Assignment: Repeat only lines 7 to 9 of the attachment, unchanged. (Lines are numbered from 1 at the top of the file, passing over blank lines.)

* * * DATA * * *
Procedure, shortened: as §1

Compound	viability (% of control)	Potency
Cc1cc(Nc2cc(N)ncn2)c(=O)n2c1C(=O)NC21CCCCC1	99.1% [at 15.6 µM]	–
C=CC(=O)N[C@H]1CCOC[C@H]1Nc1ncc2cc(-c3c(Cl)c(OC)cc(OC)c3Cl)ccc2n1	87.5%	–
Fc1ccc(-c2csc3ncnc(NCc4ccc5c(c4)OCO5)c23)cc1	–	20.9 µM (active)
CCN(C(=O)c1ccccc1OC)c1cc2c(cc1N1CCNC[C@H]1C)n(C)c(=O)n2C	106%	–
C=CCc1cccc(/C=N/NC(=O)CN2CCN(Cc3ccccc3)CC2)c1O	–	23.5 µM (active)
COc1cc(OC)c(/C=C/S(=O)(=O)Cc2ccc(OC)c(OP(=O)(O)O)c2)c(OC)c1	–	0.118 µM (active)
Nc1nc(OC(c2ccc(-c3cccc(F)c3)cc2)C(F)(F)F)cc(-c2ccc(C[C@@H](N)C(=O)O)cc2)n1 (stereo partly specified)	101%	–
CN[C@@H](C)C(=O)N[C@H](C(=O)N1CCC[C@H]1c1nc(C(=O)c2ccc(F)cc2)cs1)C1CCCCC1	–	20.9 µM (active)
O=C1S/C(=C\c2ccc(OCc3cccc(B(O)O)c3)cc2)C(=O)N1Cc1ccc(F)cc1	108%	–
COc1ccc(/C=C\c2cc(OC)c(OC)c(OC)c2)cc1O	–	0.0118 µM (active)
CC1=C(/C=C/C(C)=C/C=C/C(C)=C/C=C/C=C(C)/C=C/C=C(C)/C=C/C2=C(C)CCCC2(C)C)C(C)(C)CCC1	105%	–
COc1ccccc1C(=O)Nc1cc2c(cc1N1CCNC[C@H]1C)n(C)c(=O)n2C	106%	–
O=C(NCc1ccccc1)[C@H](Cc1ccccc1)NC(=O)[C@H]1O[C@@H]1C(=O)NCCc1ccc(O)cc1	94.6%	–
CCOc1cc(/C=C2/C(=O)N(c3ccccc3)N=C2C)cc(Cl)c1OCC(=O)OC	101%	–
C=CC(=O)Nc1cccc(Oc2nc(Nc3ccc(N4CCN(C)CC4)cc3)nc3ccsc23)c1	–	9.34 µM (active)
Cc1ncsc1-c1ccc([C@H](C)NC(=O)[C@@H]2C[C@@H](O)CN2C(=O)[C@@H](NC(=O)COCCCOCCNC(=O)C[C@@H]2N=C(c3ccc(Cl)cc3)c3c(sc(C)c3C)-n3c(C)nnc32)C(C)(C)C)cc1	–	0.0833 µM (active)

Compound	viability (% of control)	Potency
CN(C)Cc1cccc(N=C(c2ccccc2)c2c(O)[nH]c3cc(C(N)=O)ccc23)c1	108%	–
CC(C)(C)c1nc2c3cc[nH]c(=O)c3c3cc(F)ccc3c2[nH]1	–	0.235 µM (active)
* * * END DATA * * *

C=CCc1cccc(/C=N/NC(=O)CN2CCN(Cc3ccccc3)CC2)c1O	–	23.5 µM (active)
COc1cc(OC)c(/C=C/S(=O)(=O)Cc2ccc(OC)c(OP(=O)(O)O)c2)c(OC)c1	–	0.118 µM (active)
Nc1nc(OC(c2ccc(-c3cccc(F)c3)cc2)C(F)(F)F)cc(-c2ccc(C[C@@H](N)C(=O)O)cc2)n1 (stereo partly specified)	101%	–